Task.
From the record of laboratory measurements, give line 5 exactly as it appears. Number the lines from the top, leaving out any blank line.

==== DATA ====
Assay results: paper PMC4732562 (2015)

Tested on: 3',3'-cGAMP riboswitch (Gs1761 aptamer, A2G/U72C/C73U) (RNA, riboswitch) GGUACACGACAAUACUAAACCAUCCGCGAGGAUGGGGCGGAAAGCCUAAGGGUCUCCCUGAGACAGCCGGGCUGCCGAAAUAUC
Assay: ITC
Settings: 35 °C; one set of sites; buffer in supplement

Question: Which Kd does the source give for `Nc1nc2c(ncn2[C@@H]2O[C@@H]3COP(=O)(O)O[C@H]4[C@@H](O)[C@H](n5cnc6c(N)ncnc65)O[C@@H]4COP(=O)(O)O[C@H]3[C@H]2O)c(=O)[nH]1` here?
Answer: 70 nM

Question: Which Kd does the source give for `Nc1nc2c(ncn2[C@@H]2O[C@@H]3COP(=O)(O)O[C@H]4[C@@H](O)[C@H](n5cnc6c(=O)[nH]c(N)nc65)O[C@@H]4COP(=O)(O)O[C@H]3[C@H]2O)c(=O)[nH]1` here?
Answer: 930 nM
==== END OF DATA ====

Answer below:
Question: Which Kd does the source give for `Nc1nc2c(ncn2[C@@H]2O[C@@H]3COP(=O)(O)O[C@H]4[C@@H](O)[C@H](n5cnc6c(N)ncnc65)O[C@@H]4COP(=O)(O)O[C@H]3[C@H]2O)c(=O)[nH]1` here?